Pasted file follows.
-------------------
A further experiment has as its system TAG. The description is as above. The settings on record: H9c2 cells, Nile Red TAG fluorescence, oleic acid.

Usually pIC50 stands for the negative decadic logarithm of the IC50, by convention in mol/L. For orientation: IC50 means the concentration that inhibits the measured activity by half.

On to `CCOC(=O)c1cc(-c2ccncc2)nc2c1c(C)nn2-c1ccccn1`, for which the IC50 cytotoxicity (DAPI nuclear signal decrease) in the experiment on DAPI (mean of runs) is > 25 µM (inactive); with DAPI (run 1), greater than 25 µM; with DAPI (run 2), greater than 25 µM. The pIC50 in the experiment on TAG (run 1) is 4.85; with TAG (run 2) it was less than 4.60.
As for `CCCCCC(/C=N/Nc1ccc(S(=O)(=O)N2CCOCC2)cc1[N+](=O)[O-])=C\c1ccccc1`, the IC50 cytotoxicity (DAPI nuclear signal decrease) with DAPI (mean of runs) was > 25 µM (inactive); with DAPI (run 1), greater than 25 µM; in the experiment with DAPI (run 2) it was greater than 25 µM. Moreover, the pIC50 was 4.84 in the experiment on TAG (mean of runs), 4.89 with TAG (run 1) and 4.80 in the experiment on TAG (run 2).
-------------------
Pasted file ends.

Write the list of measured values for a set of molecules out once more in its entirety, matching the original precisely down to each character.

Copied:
A further experiment has as its system TAG. The description is as above. The settings on record: H9c2 cells, Nile Red TAG fluorescence, oleic acid.

Usually pIC50 stands for the negative decadic logarithm of the IC50, by convention in mol/L. For orientation: IC50 means the concentration that inhibits the measured activity by half.

On to `CCOC(=O)c1cc(-c2ccncc2)nc2c1c(C)nn2-c1ccccn1`, for which the IC50 cytotoxicity (DAPI nuclear signal decrease) in the experiment on DAPI (mean of runs) is > 25 µM (inactive); with DAPI (run 1), greater than 25 µM; with DAPI (run 2), greater than 25 µM. The pIC50 in the experiment on TAG (run 1) is 4.85; with TAG (run 2) it was less than 4.60.
As for `CCCCCC(/C=N/Nc1ccc(S(=O)(=O)N2CCOCC2)cc1[N+](=O)[O-])=C\c1ccccc1`, the IC50 cytotoxicity (DAPI nuclear signal decrease) with DAPI (mean of runs) was > 25 µM (inactive); with DAPI (run 1), greater than 25 µM; in the experiment with DAPI (run 2) it was greater than 25 µM. Moreover, the pIC50 was 4.84 in the experiment on TAG (mean of runs), 4.89 with TAG (run 1) and 4.80 in the experiment on TAG (run 2).